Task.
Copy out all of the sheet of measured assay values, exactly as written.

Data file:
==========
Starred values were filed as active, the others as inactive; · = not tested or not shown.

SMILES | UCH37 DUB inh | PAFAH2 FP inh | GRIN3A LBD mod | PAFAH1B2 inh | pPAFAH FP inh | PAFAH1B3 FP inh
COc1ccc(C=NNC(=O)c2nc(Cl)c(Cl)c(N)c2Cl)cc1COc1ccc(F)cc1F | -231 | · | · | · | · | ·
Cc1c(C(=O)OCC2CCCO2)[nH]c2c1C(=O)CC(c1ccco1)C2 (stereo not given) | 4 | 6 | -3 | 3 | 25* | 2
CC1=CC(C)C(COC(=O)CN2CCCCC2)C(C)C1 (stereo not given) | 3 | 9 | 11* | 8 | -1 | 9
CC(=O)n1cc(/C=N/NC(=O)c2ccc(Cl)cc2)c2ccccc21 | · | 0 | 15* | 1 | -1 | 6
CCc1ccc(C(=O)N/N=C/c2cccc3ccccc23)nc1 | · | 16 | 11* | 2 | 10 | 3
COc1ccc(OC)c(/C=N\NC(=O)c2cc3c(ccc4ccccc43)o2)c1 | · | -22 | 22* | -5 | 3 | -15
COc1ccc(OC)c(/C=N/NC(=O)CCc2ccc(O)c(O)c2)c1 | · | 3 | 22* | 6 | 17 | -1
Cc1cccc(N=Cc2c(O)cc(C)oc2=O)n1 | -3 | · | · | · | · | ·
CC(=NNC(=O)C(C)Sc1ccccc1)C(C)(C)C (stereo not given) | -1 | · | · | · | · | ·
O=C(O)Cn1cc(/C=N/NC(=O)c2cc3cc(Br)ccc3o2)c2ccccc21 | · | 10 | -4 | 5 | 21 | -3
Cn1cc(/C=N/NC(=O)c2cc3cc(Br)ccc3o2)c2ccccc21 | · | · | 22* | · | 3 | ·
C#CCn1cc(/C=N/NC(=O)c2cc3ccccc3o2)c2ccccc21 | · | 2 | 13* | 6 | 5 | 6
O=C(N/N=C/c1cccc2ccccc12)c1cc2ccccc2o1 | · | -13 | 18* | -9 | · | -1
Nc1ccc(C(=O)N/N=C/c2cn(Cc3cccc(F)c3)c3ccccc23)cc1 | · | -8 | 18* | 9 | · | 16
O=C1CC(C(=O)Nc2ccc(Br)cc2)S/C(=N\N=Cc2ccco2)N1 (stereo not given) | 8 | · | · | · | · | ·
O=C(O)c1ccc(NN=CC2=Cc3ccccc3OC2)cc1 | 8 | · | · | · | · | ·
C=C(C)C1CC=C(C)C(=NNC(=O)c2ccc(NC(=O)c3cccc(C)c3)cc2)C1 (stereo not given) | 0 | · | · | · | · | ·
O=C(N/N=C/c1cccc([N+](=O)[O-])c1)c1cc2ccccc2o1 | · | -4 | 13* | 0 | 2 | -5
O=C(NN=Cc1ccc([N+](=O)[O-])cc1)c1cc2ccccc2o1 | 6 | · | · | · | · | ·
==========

Starred values were filed as active, the others as inactive; · = not tested or not shown.

SMILES | UCH37 DUB inh | PAFAH2 FP inh | GRIN3A LBD mod | PAFAH1B2 inh | pPAFAH FP inh | PAFAH1B3 FP inh
COc1ccc(C=NNC(=O)c2nc(Cl)c(Cl)c(N)c2Cl)cc1COc1ccc(F)cc1F | -231 | · | · | · | · | ·
Cc1c(C(=O)OCC2CCCO2)[nH]c2c1C(=O)CC(c1ccco1)C2 (stereo not given) | 4 | 6 | -3 | 3 | 25* | 2
CC1=CC(C)C(COC(=O)CN2CCCCC2)C(C)C1 (stereo not given) | 3 | 9 | 11* | 8 | -1 | 9
CC(=O)n1cc(/C=N/NC(=O)c2ccc(Cl)cc2)c2ccccc21 | · | 0 | 15* | 1 | -1 | 6
CCc1ccc(C(=O)N/N=C/c2cccc3ccccc23)nc1 | · | 16 | 11* | 2 | 10 | 3
COc1ccc(OC)c(/C=N\NC(=O)c2cc3c(ccc4ccccc43)o2)c1 | · | -22 | 22* | -5 | 3 | -15
COc1ccc(OC)c(/C=N/NC(=O)CCc2ccc(O)c(O)c2)c1 | · | 3 | 22* | 6 | 17 | -1
Cc1cccc(N=Cc2c(O)cc(C)oc2=O)n1 | -3 | · | · | · | · | ·
CC(=NNC(=O)C(C)Sc1ccccc1)C(C)(C)C (stereo not given) | -1 | · | · | · | · | ·
O=C(O)Cn1cc(/C=N/NC(=O)c2cc3cc(Br)ccc3o2)c2ccccc21 | · | 10 | -4 | 5 | 21 | -3
Cn1cc(/C=N/NC(=O)c2cc3cc(Br)ccc3o2)c2ccccc21 | · | · | 22* | · | 3 | ·
C#CCn1cc(/C=N/NC(=O)c2cc3ccccc3o2)c2ccccc21 | · | 2 | 13* | 6 | 5 | 6
O=C(N/N=C/c1cccc2ccccc12)c1cc2ccccc2o1 | · | -13 | 18* | -9 | · | -1
Nc1ccc(C(=O)N/N=C/c2cn(Cc3cccc(F)c3)c3ccccc23)cc1 | · | -8 | 18* | 9 | · | 16
O=C1CC(C(=O)Nc2ccc(Br)cc2)S/C(=N\N=Cc2ccco2)N1 (stereo not given) | 8 | · | · | · | · | ·
O=C(O)c1ccc(NN=CC2=Cc3ccccc3OC2)cc1 | 8 | · | · | · | · | ·
C=C(C)C1CC=C(C)C(=NNC(=O)c2ccc(NC(=O)c3cccc(C)c3)cc2)C1 (stereo not given) | 0 | · | · | · | · | ·
O=C(N/N=C/c1cccc([N+](=O)[O-])c1)c1cc2ccccc2o1 | · | -4 | 13* | 0 | 2 | -5
O=C(NN=Cc1ccc([N+](=O)[O-])cc1)c1cc2ccccc2o1 | 6 | · | · | · | · | ·